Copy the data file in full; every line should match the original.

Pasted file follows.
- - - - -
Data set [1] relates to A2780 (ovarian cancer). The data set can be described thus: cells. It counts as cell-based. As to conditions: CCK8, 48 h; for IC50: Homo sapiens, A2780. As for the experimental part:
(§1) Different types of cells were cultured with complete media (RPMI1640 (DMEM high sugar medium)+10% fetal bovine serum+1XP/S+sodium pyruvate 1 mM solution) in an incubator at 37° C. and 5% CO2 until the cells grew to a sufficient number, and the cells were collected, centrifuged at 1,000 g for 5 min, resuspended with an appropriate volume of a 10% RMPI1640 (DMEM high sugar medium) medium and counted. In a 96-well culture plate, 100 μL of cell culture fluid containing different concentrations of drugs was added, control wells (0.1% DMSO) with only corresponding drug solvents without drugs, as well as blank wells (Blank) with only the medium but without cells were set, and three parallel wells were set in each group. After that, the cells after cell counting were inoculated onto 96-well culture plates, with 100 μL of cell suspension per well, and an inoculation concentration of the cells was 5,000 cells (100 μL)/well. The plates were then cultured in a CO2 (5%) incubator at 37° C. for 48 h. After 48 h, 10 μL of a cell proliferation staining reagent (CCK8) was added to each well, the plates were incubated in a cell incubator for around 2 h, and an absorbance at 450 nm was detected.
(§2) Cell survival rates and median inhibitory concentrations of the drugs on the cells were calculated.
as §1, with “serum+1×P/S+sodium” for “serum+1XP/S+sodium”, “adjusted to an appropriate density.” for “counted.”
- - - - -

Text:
Data set [1] relates to A2780 (ovarian cancer). The data set can be described thus: cells. It counts as cell-based. As to conditions: CCK8, 48 h; for IC50: Homo sapiens, A2780. As for the experimental part:
(§1) Different types of cells were cultured with complete media (RPMI1640 (DMEM high sugar medium)+10% fetal bovine serum+1XP/S+sodium pyruvate 1 mM solution) in an incubator at 37° C. and 5% CO2 until the cells grew to a sufficient number, and the cells were collected, centrifuged at 1,000 g for 5 min, resuspended with an appropriate volume of a 10% RMPI1640 (DMEM high sugar medium) medium and counted. In a 96-well culture plate, 100 μL of cell culture fluid containing different concentrations of drugs was added, control wells (0.1% DMSO) with only corresponding drug solvents without drugs, as well as blank wells (Blank) with only the medium but without cells were set, and three parallel wells were set in each group. After that, the cells after cell counting were inoculated onto 96-well culture plates, with 100 μL of cell suspension per well, and an inoculation concentration of the cells was 5,000 cells (100 μL)/well. The plates were then cultured in a CO2 (5%) incubator at 37° C. for 48 h. After 48 h, 10 μL of a cell proliferation staining reagent (CCK8) was added to each well, the plates were incubated in a cell incubator for around 2 h, and an absorbance at 450 nm was detected.
(§2) Cell survival rates and median inhibitory concentrations of the drugs on the cells were calculated.
as §1, with “serum+1×P/S+sodium” for “serum+1XP/S+sodium”, “adjusted to an appropriate density.” for “counted.”